If you or a loved one was injured by a gas tank explosion in a Jeep Liberty or Grand Cherokee, please contact The Cochran Firm, D.C. at 202-682-5800. We are actively investigating Jeep Liberty and Jeep Grand Cherokee cases nationwide. Because strict time deadlines apply, please contact us at your earliest convenience in order to preserve your rights.
If you or someone you know was injured in a fire in a 2002-2007 Jeep Liberty or 1993-2004 Jeep Grand Cherokee, please contact The Cochran Firm, D.C. for a free, confidential, and prompt case review.
Like the infamous Ford Pinto, 2002-2007 Jeep Liberty SUVs have extremely vulnerable fuel tanks situated near the rear bumper that can explode in rear collision accidents. Both the 2002-2007 Jeep Liberty and 1993-2004 Jeep Grand Cherokee were outfitted with a molded plastic fuel tank positioned behind the rear axle and near the rear bumper. If another driver rear-ends these vehicles, the fuel tank may be crushed and ruptured due to its vulnerable position. These accidents can create lethal fires that swiftly engulf the Jeep Liberty, endangering its driver and passenger.
After initially resisting the National Highway Traffic Safety Administration's (NHTSA) request for a recall, Chrysler capitulated and recalled 1.56 million Jeep Liberty SUVs in 2013. NHTSA’s investigation found that 44 people had died in fires after rear-impact crashes in a Jeep Grand Cherokee and 7 had died in a Jeep Liberty SUV after a similar collision. Chrysler recalled 1993-1998 Jeep Grand Cherokees and 2002-2007 Jeep Liberty SUVs.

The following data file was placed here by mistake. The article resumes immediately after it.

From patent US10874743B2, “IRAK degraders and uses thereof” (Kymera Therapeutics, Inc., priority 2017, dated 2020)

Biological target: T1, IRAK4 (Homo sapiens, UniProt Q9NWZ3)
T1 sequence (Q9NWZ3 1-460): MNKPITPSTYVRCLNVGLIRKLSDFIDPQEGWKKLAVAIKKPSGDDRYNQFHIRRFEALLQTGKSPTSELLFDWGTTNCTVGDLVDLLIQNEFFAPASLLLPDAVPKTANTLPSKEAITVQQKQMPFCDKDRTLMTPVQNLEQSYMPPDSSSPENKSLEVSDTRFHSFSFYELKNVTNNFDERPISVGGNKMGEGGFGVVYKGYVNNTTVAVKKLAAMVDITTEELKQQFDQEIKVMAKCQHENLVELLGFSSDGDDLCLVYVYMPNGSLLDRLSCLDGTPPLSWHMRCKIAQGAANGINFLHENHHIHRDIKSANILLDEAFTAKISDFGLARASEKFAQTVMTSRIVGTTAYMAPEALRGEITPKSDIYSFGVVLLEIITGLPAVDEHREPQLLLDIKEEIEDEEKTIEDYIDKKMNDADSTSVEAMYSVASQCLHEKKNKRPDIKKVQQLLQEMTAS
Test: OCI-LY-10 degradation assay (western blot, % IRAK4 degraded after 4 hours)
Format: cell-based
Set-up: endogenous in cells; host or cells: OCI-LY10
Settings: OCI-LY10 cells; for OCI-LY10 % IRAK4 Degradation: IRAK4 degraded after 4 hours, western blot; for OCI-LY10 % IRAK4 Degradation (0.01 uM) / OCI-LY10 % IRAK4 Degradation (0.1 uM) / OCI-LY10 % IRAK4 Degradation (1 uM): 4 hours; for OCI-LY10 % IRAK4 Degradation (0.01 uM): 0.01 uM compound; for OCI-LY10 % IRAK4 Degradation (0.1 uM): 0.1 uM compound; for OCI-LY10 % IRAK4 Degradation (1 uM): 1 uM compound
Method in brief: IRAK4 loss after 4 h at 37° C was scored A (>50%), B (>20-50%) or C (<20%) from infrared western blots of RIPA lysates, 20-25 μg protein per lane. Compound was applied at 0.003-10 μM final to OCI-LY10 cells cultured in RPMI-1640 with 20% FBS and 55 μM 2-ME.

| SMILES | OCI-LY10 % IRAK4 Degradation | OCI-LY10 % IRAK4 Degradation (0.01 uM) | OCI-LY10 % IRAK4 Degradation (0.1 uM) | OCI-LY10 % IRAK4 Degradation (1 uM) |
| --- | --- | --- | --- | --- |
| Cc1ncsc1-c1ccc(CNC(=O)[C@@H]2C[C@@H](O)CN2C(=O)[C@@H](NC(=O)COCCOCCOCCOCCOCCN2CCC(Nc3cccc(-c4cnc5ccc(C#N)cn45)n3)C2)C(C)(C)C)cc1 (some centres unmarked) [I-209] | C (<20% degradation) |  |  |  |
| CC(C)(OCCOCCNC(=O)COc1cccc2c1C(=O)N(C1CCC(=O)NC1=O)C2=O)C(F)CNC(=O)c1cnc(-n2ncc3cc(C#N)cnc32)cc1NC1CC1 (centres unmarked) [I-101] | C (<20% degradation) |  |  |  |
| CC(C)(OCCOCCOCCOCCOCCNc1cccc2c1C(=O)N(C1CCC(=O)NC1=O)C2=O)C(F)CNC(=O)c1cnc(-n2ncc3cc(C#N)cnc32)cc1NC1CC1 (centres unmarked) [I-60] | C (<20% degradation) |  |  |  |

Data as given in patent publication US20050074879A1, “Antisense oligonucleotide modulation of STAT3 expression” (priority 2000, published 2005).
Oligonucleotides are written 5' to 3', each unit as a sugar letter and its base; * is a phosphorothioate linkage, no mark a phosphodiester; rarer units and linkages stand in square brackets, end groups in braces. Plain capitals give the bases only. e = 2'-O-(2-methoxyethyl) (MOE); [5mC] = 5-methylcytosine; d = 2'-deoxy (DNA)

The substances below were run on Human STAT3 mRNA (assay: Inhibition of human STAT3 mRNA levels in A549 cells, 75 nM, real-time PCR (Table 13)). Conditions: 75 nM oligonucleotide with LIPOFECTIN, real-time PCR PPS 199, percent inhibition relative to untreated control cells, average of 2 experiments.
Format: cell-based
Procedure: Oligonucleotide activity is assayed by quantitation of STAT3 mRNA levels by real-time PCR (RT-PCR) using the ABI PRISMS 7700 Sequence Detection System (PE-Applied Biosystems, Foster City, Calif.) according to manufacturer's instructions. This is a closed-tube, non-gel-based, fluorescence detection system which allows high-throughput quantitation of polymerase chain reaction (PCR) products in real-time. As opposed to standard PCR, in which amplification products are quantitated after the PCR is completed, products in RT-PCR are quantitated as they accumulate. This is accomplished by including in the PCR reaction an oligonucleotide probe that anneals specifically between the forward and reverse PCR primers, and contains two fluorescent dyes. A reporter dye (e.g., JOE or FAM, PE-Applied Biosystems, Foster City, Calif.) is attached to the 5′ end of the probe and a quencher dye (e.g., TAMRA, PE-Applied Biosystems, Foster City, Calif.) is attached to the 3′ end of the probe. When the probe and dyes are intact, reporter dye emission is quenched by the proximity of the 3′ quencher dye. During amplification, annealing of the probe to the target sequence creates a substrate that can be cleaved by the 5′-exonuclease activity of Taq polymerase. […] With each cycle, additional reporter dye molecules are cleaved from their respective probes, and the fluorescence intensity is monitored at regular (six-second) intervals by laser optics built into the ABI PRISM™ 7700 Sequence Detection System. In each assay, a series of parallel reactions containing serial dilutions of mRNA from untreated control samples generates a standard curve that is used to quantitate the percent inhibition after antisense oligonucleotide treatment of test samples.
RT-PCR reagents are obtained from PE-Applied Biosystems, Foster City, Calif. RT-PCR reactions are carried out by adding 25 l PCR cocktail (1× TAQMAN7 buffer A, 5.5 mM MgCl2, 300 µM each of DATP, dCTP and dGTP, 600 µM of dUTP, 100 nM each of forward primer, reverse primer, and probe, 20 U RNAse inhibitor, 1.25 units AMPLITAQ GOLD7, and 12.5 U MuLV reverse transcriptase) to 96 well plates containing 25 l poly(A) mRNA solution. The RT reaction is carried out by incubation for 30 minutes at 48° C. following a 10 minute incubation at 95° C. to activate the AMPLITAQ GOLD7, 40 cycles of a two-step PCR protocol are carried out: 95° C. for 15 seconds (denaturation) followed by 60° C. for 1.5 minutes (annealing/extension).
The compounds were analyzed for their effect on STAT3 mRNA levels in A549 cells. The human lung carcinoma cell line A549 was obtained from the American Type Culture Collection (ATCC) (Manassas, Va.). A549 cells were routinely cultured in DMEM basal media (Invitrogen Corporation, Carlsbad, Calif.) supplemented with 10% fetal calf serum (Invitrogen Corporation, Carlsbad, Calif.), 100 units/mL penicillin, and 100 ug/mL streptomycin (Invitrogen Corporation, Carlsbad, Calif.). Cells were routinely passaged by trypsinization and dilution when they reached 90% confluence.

On Grand Cherokees with model years 1993 to 2004, Jeep mounted gas tanks in a potentially dangerous position between the rear axle and the rear bumper. If another driver rear-ends these Jeep Grand Cherokees, the gas tank can explode, injuring or even killing the Jeep driver. Jeep, which is owned by Chrysler, manufactured about 3 million of these vehicles.
In April 2015, an Atlanta, Georgia jury awarded $150 million to a family whose 4-year-old child died in a 1999 Jeep Grand Cherokee when it was struck from behind. The SUV’s fuel tank ruptured and engulfed the vehicle in flames. The jury found that Chrysler (owner of the Jeep brand) was liable for the death of Remington Walden and failed to warn consumers that the fuel tank position on the Jeep Grand Cherokee put drivers and passengers at a risk of fire in the event of a rear-end car crash. Note: The Cochran Firm, D.C. did not handle the Walden family's case.
The Cochran Firm, D.C.’s team of experienced and aggressive litigators are actively reviewing claims for injuries linked with Jeep Grand Cherokee and Jeep Liberty fuel tank fires. If you or someone you know was injured by a Jeep fuel tank fire, please call us at 202-682-5800 during business hours or 1-800-THE-FIRM (843-3476) twenty-four hours a day. Deadlines apply to filing a case, so please contact us at your earliest opportunity in order to preserve your rights.